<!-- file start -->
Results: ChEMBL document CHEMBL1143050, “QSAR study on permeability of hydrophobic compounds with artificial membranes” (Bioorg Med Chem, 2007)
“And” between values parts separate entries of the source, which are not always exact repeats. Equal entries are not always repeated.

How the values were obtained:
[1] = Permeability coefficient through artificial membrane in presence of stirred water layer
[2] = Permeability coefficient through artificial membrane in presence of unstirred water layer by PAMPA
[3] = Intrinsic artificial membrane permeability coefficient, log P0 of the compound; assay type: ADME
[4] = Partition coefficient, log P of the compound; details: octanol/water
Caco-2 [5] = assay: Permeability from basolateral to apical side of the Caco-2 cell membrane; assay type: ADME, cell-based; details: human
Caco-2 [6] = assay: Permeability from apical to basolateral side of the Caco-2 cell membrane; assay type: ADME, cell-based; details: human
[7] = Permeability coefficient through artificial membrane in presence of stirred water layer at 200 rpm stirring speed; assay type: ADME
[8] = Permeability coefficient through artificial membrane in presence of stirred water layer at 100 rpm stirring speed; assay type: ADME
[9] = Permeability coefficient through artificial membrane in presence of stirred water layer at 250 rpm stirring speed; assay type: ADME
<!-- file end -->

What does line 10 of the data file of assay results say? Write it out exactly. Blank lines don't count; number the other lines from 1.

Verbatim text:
[7] = Permeability coefficient through artificial membrane in presence of stirred water layer at 200 rpm stirring speed; assay type: ADME